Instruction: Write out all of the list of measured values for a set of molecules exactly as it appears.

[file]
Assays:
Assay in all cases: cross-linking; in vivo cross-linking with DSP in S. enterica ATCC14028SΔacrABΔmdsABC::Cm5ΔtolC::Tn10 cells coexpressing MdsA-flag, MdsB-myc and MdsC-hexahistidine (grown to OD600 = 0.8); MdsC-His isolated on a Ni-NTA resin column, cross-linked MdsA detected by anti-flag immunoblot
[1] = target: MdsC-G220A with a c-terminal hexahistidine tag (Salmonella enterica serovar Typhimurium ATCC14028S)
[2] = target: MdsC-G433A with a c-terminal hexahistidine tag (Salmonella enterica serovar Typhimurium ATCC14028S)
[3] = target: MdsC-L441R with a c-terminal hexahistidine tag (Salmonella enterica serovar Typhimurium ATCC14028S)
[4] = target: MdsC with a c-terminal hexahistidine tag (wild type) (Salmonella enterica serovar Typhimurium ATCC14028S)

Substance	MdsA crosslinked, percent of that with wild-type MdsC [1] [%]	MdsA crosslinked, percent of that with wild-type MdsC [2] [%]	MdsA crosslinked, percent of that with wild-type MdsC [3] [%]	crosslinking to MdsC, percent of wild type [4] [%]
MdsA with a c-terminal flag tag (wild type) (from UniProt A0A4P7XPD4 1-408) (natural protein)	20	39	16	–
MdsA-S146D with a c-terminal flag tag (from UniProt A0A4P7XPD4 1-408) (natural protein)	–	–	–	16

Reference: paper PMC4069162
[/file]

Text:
Assays:
Assay in all cases: cross-linking; in vivo cross-linking with DSP in S. enterica ATCC14028SΔacrABΔmdsABC::Cm5ΔtolC::Tn10 cells coexpressing MdsA-flag, MdsB-myc and MdsC-hexahistidine (grown to OD600 = 0.8); MdsC-His isolated on a Ni-NTA resin column, cross-linked MdsA detected by anti-flag immunoblot
[1] = target: MdsC-G220A with a c-terminal hexahistidine tag (Salmonella enterica serovar Typhimurium ATCC14028S)
[2] = target: MdsC-G433A with a c-terminal hexahistidine tag (Salmonella enterica serovar Typhimurium ATCC14028S)
[3] = target: MdsC-L441R with a c-terminal hexahistidine tag (Salmonella enterica serovar Typhimurium ATCC14028S)
[4] = target: MdsC with a c-terminal hexahistidine tag (wild type) (Salmonella enterica serovar Typhimurium ATCC14028S)

Substance	MdsA crosslinked, percent of that with wild-type MdsC [1] [%]	MdsA crosslinked, percent of that with wild-type MdsC [2] [%]	MdsA crosslinked, percent of that with wild-type MdsC [3] [%]	crosslinking to MdsC, percent of wild type [4] [%]
MdsA with a c-terminal flag tag (wild type) (from UniProt A0A4P7XPD4 1-408) (natural protein)	20	39	16	–
MdsA-S146D with a c-terminal flag tag (from UniProt A0A4P7XPD4 1-408) (natural protein)	–	–	–	16

Reference: paper PMC4069162